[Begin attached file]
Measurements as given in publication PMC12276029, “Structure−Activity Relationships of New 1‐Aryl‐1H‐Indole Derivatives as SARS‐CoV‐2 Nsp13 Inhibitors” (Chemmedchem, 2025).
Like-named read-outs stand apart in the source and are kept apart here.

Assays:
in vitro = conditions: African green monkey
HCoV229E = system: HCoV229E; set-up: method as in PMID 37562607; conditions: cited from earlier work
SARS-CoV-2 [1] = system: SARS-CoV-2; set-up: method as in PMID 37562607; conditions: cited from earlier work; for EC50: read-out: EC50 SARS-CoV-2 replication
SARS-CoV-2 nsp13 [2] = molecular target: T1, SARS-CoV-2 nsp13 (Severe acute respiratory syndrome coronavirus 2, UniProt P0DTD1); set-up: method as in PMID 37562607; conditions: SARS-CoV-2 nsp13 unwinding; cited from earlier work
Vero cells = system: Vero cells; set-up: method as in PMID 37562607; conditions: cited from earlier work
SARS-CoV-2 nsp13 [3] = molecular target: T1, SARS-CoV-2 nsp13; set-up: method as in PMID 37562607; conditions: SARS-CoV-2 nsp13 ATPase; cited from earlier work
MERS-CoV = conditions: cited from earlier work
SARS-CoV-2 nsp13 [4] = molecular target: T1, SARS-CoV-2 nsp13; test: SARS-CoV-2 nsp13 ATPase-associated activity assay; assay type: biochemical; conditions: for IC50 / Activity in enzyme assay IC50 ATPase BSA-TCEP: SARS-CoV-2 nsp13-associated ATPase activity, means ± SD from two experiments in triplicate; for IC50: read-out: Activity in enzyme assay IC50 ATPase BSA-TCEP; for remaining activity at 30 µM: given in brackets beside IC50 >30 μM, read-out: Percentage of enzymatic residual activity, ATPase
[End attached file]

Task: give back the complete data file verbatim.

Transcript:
Measurements as given in publication PMC12276029, “Structure−Activity Relationships of New 1‐Aryl‐1H‐Indole Derivatives as SARS‐CoV‐2 Nsp13 Inhibitors” (Chemmedchem, 2025).
Like-named read-outs stand apart in the source and are kept apart here.

Assays:
in vitro = conditions: African green monkey
HCoV229E = system: HCoV229E; set-up: method as in PMID 37562607; conditions: cited from earlier work
SARS-CoV-2 [1] = system: SARS-CoV-2; set-up: method as in PMID 37562607; conditions: cited from earlier work; for EC50: read-out: EC50 SARS-CoV-2 replication
SARS-CoV-2 nsp13 [2] = molecular target: T1, SARS-CoV-2 nsp13 (Severe acute respiratory syndrome coronavirus 2, UniProt P0DTD1); set-up: method as in PMID 37562607; conditions: SARS-CoV-2 nsp13 unwinding; cited from earlier work
Vero cells = system: Vero cells; set-up: method as in PMID 37562607; conditions: cited from earlier work
SARS-CoV-2 nsp13 [3] = molecular target: T1, SARS-CoV-2 nsp13; set-up: method as in PMID 37562607; conditions: SARS-CoV-2 nsp13 ATPase; cited from earlier work
MERS-CoV = conditions: cited from earlier work
SARS-CoV-2 nsp13 [4] = molecular target: T1, SARS-CoV-2 nsp13; test: SARS-CoV-2 nsp13 ATPase-associated activity assay; assay type: biochemical; conditions: for IC50 / Activity in enzyme assay IC50 ATPase BSA-TCEP: SARS-CoV-2 nsp13-associated ATPase activity, means ± SD from two experiments in triplicate; for IC50: read-out: Activity in enzyme assay IC50 ATPase BSA-TCEP; for remaining activity at 30 µM: given in brackets beside IC50 >30 μM, read-out: Percentage of enzymatic residual activity, ATPase